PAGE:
Tuesday, March 24, 2015

Sigma brush review - E25, E50, E65, E15, F70

Let's get this out of the way - I paid for all of these myself, I have no coupon code for you, and Sigma has no idea who I am. I know I always get suspicious reading reviews of products made by companies that engage in the YouTube / Instagram blitz, so I wanted to get info out and up front. I own 5 Sigma brushes: the E25 blending brush, E50 large fluff, E65 small angle, E15 flat definer, and F70 concealer. Each of these brushes are similarly priced, coming in around $14-16. My oldest Sigma brush is about two years old and the newest has been in my collection for about 9 months.

Comparison: Sigma E25 Blending Brush, Hakuhodo J5523

E25 Blending

Sigma's E25 is their riff on the classic MAC 217 blending brush - a fluffy blending brush with an oval footprint. This shape of brush is classic for a reason. I use this type of brush for laying down and blending eyeshadow, but some also use it for concealer or primer. I would advise against buying the Sigma E25 and going with the Hakuhodo J5523, which costs an extra $5. The Hakuhodo is superior in every way - softer, higher quality materials, better brush head shaping, and retains its shape over time. Everyone needs a blending brush in their collection, but once you are prepared to spend $14, you might as well spend $19 for a brush that will be a pleasure to use.

Comparison: Sigma E50 Large Fluff Brush, Eco Tools Large Eye Brush

E50 Large Fluff

I love large eyeshadow brushes that are great for a sweep of base shadow over the lids. I was excited to try out Sigma's version after seeing some positive reviews, but this brush is a dud. I personally love the shape and size, but the quality is a real let down. The taper at the top of the brush betrays inferior material quality and brush head cutting. I find the bristles to be pokey and scratchy at the tip, so it can't be used comfortably when perpendicular to the eye. I use it rarely and only use the paddle shaped portion of the brush parallel to my lids to 'make it work.' The more affordable Ecotools large eye brush, while smaller, has a smoother taper and dramatically softer bristles.

Comparison: Sigma E65 Small Angled Brush, Elf Studio Small Angled Brush

E65 Small Angle

I actually like this brush and find that the shape and size work really well for me. I primarily use this brush for eyeliner. My one complaint is that the angle shape has not held up as well as I would have liked. After more than a year of regular use, the shape has lost some precision. Part of that is my fault because I am often lazy and use the brush when it is dirty and slightly stiff with eyeliner, but my elf studio small angled brushes are a quarter of the price.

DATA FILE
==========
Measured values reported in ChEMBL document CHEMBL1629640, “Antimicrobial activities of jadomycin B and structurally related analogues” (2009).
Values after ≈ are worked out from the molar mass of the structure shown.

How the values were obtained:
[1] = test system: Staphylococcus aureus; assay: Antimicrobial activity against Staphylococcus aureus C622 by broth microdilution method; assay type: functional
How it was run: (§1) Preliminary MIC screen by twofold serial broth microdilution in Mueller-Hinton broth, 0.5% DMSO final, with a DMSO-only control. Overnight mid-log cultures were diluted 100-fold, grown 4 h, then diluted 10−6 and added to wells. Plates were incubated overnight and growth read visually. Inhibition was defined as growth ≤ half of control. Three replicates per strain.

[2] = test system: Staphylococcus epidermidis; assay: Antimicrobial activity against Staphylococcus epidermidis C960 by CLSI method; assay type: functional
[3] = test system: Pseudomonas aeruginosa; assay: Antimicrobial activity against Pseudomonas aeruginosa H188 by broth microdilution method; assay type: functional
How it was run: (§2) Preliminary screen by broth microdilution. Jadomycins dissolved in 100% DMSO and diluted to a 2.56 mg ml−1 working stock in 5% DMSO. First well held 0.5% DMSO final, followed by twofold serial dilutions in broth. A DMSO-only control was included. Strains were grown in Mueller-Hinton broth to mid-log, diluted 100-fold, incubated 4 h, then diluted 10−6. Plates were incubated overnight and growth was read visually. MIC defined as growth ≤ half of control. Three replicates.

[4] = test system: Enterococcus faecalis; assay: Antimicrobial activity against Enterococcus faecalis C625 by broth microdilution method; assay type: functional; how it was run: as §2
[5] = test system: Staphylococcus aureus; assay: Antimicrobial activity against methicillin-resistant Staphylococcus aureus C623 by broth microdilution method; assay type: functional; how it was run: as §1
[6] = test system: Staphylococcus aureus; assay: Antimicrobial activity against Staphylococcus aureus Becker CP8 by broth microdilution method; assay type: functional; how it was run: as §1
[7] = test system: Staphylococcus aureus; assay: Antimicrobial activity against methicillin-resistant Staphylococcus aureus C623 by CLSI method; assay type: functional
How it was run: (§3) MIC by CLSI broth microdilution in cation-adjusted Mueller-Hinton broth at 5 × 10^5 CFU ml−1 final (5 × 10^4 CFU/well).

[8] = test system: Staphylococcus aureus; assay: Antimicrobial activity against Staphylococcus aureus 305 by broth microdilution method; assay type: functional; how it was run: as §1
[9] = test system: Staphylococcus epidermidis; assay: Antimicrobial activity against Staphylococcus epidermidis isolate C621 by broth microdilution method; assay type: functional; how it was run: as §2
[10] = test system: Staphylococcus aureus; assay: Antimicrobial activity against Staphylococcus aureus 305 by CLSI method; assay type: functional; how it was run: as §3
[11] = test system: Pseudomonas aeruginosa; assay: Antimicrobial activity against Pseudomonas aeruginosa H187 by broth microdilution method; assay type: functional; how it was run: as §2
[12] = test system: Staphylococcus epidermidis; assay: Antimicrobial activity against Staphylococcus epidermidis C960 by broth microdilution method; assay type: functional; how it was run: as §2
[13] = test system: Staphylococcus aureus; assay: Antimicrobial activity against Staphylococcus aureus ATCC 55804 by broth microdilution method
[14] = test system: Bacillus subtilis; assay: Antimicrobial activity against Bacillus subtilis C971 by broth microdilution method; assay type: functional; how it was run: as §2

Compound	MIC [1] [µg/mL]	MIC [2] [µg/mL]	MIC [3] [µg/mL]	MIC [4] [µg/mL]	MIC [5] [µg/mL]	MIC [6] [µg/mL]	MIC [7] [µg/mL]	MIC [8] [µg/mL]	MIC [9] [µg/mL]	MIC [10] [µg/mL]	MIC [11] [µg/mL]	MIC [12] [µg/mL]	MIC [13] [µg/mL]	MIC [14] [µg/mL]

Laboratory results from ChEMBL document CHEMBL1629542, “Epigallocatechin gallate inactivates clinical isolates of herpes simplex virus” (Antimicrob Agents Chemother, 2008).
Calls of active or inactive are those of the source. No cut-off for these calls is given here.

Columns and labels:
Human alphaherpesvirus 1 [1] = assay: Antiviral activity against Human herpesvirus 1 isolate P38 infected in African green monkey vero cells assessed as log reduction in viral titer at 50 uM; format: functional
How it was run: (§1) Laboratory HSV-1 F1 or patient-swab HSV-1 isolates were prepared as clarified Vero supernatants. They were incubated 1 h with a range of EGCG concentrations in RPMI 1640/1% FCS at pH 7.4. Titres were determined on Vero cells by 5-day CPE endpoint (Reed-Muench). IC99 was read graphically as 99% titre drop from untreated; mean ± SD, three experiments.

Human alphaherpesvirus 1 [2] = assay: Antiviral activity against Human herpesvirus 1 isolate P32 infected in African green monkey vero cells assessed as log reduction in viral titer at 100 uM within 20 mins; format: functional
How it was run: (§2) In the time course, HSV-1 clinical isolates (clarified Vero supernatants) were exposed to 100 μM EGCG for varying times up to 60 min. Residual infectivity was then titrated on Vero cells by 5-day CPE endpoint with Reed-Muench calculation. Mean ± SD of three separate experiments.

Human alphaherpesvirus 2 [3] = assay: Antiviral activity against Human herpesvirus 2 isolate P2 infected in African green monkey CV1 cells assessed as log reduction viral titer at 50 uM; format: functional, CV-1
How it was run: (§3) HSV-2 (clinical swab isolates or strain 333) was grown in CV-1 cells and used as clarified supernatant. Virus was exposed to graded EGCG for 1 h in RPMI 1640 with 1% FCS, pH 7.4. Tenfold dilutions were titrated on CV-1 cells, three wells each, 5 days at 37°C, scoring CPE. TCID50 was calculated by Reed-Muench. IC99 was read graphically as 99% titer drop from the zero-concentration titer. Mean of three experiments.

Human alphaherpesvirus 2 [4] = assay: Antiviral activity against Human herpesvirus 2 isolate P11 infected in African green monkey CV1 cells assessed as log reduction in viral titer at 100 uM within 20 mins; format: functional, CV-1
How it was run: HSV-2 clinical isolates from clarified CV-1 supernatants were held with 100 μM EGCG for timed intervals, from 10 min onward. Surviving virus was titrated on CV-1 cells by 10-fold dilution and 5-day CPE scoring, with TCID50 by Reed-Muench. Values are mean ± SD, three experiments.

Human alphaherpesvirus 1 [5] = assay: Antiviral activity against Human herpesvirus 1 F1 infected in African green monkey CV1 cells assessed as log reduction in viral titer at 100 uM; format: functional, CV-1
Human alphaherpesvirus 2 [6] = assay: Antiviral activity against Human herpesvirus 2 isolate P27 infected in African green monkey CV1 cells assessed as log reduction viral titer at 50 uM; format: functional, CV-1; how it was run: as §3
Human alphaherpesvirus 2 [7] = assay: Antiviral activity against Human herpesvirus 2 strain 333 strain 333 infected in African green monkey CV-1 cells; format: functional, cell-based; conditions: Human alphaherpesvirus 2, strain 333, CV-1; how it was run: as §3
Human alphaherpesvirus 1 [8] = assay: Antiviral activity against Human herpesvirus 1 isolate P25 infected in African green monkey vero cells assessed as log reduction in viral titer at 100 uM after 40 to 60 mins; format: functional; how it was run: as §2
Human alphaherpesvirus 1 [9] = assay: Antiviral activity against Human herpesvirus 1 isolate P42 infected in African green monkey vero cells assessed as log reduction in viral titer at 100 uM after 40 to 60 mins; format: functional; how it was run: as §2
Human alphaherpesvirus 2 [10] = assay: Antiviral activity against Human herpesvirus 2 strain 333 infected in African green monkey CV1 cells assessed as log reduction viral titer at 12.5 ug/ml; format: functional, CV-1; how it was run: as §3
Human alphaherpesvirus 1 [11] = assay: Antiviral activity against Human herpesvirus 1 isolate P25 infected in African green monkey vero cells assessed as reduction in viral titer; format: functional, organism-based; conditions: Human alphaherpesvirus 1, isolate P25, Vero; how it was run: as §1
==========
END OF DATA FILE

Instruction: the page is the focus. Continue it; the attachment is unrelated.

Comparison: Sigma E15 Flat Definer, Hakuhodo J521 D1

E15 Flat Definer

I thought this brush would be good for tightlining and boy was I wrong. This brush is absolutely too wide to tightline and always leaves me with odd speckles of product on the outsides of my lids as a result. I tried to make it work by using it with eye primer to spread the product over my lids, but I was only marginally successful because the bristles are too short and narrow to do the job right. The brush isn't bad quality, but the shape isn't useful to me. I would recommend the Hakuhodo J521, which is the same price, superior quality, and the right shape to get the job done.

Comparison: Sigma F70 Concealer Brush, Real Techniques Deluxe Crease Brush

F70 Concealer

If this brush had been executed correctly, I think I would really enjoy it. Unfortunately, this brush has aged terribly, betraying serious quality issues. Over a matter of months, my bristles have splayed significantly and the shape of the brush head has begun to lean to one side. On a production note, the handle of my F70 also bows in the middle, which is frustrating. The hairs have splayed so badly I had to trim some errant bristles that were interfering with my concealer placement. The bristles on this brush are soft, the size works for under eye concealer, and the concept of the brush head is solid, but the execution is appallingly bad.

Overall, I just can't recommend Sigma.
Sigma brushes don't age well and are inferior quality for the price you pay. Sigma brushes are about double the price of Ecotools and quadruple the price the elf studio line and not any better in quality to show for it. If you want to pay Sigma-esque prices, I would recommend Hakuhodo instead - their quality is better in both materials and execution.

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